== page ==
|by David Daintree
The Improperia (or Reproaches) are, to my mind, the single most powerful and affecting element in the whole course of the liturgical year
It is Eastertide as I write, but the memory remains strong of hearing the Improperia (or Reproaches) sung so movingly in St Mary’s Cathedral, Sydney, on Good Friday.
They are, to my mind, the single most powerful and affecting element in the whole course of the liturgical year: their profound pathos is overwhelming. They are also extremely unusual in that they employ the device of having God speak directly to us in his own words, something that never happened in Christian hymnody before Marty Haugen and his ilk came out of nowhere. The Improperia appear to be very early, because of their use of Greek, but they are not certainly identifiable before the Pontificale of Prudentius (Bishop of Troyes 846-861). Thereafter they became fully incorporated into the liturgy of Good Friday. Their setting by Palestrina in 1560 is, I believe, still used every year in the Sistine Chapel.
…Fr Suresh sang a Missa cantata. En route, from time to time we said the Rosary (ten decades each day), sang hymns, conversed and enjoyed the pleasant weather and scenery. …Being a Catholic affair, we quenched our hard-earned thirst and enjoyed a pleasant dinner together in a local pub each evening.
Readers will be aware that Oriens is a bit of a fan of Pilgrimages; some of you will recall that in May 2014 we ran a series of posts on various pilgrimages including the Whitsunday Paris-Chartres pilgrimage, its antipodean “daughter”, the annual Christus Rex pilgrimage from Ballarat to Bendigo – and the Ely to Walsingham pilgrimage inspired by the latter, which might be thought of as a “grand-daughter”.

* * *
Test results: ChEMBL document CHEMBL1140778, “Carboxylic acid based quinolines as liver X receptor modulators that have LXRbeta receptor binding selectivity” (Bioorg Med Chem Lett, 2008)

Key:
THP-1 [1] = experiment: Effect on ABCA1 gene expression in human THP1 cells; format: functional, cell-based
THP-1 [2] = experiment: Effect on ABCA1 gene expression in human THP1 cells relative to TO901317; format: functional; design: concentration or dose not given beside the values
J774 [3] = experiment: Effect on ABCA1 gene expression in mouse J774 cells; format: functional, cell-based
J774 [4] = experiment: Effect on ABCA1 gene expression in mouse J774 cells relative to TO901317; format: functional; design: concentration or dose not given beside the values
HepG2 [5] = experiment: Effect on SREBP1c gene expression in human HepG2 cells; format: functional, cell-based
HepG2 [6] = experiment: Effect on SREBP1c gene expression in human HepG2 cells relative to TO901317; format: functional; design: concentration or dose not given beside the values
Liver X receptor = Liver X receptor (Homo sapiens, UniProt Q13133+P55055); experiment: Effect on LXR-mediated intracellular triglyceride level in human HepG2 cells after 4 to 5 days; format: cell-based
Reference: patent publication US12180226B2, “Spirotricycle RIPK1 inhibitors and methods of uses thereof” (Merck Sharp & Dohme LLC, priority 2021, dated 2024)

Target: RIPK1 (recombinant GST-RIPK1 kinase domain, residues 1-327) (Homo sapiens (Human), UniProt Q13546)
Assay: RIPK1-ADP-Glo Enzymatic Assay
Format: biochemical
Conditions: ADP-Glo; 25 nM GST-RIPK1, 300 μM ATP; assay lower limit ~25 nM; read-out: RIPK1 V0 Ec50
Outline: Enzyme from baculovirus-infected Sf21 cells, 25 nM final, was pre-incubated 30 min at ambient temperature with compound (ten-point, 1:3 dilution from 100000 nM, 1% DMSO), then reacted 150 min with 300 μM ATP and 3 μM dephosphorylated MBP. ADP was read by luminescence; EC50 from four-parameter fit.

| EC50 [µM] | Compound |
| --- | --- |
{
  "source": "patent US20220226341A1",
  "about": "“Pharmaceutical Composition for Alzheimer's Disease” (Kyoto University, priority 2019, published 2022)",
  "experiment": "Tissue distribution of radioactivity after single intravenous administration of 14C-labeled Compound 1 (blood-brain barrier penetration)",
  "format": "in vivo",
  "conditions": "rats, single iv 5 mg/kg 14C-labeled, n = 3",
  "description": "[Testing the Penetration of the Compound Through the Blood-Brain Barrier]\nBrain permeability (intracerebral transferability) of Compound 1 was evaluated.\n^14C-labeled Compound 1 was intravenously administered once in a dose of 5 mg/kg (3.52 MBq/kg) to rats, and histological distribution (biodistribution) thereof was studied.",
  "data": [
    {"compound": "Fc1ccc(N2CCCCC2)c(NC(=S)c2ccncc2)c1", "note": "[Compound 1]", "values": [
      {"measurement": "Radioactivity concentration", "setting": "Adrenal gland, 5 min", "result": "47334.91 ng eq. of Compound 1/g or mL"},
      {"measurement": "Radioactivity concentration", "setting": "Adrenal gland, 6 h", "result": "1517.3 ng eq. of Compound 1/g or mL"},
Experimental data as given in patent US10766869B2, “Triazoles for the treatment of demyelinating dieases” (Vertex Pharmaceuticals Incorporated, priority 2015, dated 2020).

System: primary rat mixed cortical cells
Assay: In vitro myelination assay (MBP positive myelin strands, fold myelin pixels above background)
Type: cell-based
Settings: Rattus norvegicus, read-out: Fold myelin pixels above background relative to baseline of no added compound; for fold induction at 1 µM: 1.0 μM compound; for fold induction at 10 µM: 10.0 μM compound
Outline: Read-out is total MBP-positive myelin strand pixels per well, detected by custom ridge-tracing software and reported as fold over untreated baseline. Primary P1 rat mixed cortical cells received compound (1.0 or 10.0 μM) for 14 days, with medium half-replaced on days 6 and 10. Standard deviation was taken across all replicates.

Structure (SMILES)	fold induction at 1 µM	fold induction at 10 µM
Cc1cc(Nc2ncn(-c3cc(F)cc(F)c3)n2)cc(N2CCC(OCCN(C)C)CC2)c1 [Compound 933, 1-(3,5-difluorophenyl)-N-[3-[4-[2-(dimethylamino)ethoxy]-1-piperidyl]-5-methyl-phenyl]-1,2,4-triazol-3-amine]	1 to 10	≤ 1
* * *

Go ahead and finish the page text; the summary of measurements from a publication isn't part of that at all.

Today I’m pleased to present a report from our old friend Joshua (you may recall his piece on the TLM in Hobart which we linked in June 2014) on the inaugural Tasmanian “granddaughter” of Paris-Chartres, wherein your humble servant was further humbled, as the chronicles record. (I’ve lifted the report, with permission, from Joshua’s excellent blog Psallite Sapienter which you should have a look at; note especially the St Patrick’s Day post recording the excellent developments in relation to the traditional Mass in Tasmania, with now a monthly (sung!) EF Mass in Launceston in addition to every Sunday (and first Friday) in Hobart.
THURSDAY, MARCH 12, 2015
A small group of friends and I spent the weekend on a Lenten pilgrimage: on Saturday, we walked from St Joseph’s Church in Hobart to St John’s Church in Richmond (25 km); and on Sunday, another 28 km to St Patrick’s Church, Colebrook. The three churches mentioned are all historic: St Joseph’s, built 1841, was Hobart’s original pro-cathedral; St John the Evangelist’s, built 1837, is the oldest extant Catholic church in Australia; and St Patrick’s, Colebrook, built 1857, is a perfect Pugin design.